One of the other major brands that IS carries is its adorable range of soft toys, Bashful Bunnies, currently its top seller. According to Dummett, Tom Cruise's daughter owns a Bashful Bunny.

In what might just be the biggest thing since Play-Doh – the colourful modelling putty first launched in the 1950s – Sands Alive is a mini-sand pit for kids three-years-old and above. Looking and feeling just like real sand, it comes with its own little sand spades. With the product also available from IS, Dummett says: "It's even anti-bacterial so it's safe if the little ones eat it by mistake."

For something more at the tried-and-trusted end of the market, one Aussie souvenir company, New South Wales-based BGI, isn't just relying on stuffed koalas to make an impact. The company has expanded into Aussie-themed lucky charms and stylish leather wallets, all adorned with Australian dollar imprints.

Explaining its thinking, Michael Mao, a Sales Executive with the company, said: "People want light and cheap, especially if they have to take their purchases back overseas. Soft toys are our best sellers. Things like Australian-themed clocks are popular, but are sometimes too heavy, leading customers to look elsewhere."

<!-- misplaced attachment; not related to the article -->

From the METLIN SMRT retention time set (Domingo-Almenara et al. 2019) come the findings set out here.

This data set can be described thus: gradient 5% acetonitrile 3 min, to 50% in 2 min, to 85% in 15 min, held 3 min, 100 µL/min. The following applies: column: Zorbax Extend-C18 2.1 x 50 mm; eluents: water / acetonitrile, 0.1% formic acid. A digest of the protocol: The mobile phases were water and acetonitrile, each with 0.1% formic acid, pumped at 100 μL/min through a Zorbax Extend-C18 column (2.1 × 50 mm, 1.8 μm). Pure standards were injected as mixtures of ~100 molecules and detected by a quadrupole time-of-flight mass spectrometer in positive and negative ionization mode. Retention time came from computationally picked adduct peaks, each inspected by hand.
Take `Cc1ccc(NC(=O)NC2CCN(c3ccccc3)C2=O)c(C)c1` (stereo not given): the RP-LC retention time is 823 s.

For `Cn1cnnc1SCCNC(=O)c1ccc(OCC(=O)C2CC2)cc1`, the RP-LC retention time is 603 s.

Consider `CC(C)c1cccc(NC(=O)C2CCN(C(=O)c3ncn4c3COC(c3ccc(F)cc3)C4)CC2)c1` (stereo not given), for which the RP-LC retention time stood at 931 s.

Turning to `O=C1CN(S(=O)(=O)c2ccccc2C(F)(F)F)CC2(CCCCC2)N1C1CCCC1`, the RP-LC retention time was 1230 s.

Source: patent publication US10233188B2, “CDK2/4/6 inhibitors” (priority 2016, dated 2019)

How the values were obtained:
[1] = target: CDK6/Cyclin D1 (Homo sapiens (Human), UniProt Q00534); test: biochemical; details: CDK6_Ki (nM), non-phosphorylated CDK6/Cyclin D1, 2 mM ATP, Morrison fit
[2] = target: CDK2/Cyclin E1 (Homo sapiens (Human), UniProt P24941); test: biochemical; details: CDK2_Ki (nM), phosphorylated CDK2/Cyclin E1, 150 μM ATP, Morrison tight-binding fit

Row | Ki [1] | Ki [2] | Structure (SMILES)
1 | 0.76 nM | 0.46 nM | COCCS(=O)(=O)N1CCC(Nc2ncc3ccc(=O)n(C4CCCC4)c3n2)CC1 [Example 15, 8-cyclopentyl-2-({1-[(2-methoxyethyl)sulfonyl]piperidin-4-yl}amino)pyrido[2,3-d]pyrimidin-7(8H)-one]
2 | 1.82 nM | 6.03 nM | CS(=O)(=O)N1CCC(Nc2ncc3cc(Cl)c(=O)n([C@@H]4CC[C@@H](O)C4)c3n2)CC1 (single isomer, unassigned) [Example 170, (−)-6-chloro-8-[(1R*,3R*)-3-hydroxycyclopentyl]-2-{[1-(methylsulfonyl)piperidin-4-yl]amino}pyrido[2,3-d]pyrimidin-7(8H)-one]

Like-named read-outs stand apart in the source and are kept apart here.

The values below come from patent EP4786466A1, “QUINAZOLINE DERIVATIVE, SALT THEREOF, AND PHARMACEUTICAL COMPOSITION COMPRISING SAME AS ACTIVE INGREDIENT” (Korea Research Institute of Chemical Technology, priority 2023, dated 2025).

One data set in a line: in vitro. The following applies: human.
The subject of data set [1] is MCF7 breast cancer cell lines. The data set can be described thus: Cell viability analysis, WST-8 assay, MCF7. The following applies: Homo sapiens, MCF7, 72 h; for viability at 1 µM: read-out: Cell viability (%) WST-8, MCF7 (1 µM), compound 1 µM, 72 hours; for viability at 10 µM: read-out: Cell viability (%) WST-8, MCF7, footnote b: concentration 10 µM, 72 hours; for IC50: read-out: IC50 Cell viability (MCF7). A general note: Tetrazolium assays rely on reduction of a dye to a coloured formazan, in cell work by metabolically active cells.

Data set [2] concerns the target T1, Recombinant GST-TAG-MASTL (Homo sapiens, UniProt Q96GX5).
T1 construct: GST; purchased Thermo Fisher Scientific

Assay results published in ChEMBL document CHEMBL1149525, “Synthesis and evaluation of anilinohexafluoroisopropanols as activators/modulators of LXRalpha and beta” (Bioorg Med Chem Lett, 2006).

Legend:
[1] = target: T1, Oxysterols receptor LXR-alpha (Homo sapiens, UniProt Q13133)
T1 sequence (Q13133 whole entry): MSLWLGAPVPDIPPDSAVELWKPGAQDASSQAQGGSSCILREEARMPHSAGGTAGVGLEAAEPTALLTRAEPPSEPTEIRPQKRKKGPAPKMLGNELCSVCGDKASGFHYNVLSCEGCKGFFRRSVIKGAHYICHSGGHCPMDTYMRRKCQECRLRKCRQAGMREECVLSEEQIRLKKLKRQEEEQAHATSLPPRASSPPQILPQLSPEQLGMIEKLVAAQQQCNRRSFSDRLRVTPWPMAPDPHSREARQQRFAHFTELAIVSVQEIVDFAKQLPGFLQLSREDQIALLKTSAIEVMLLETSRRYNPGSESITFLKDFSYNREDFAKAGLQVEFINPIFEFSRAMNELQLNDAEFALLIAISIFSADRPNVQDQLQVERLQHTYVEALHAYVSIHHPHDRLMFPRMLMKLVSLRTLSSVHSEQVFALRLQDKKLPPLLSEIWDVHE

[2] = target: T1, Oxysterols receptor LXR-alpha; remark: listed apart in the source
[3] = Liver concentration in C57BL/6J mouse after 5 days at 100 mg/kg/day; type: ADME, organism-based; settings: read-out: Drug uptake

Another item making a big comeback at the show was the iconic boomerang, but only after BGI had tweaked the manufacturing process. Mao said: "While Boomerangs are popular, recently the cost has been a deterrent to sales. Now we get them made in Indonesia, rather than Australia."

One of the most colourful and exotic stalls at the event came courtesy of Mandala Traders, a New South Wales distributor of novelty textile products. With the company currently sourcing most of its products from Nepal, its stall was something of an Aladdin's Cave, complete with elephant wind chimes, dream catchers and stunning aluminium and copper eye catchers adorning its walls.